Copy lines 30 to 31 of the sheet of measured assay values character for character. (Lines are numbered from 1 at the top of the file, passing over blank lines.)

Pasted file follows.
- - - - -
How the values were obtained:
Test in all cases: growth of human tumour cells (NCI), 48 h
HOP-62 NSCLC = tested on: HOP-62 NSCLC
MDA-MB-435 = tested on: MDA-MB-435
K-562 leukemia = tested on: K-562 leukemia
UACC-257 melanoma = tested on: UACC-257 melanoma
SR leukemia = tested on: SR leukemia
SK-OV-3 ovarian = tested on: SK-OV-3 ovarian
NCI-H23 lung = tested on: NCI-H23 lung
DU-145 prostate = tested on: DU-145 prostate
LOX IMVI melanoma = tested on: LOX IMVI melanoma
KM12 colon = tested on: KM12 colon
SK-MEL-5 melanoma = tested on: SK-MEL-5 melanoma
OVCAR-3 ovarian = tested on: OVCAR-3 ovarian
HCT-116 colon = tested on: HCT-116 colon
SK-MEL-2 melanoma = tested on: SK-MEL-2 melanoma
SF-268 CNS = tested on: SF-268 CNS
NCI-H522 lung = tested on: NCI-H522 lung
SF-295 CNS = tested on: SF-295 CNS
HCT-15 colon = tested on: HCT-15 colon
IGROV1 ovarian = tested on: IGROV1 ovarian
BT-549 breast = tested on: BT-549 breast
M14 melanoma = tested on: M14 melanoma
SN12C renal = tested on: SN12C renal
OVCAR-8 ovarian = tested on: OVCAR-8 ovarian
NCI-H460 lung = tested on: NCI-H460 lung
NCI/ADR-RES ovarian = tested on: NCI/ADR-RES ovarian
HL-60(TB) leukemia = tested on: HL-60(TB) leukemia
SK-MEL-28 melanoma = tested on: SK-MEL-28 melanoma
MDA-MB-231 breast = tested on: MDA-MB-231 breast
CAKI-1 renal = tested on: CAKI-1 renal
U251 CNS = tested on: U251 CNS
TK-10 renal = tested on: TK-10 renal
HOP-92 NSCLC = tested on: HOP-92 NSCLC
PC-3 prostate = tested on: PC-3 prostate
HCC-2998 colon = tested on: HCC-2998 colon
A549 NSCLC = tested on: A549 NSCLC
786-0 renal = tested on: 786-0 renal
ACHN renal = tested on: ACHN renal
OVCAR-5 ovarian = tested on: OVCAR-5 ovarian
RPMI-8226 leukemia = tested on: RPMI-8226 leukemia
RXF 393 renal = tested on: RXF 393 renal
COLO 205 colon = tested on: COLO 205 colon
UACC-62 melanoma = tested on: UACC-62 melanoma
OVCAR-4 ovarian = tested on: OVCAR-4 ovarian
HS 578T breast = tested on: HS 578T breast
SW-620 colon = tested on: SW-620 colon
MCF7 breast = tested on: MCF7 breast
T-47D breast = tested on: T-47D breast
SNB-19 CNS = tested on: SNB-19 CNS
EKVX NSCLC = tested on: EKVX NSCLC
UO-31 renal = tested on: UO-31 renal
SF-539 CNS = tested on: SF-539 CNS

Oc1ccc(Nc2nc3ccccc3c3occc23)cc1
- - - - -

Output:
MDA-MB-231 breast = tested on: MDA-MB-231 breast
CAKI-1 renal = tested on: CAKI-1 renal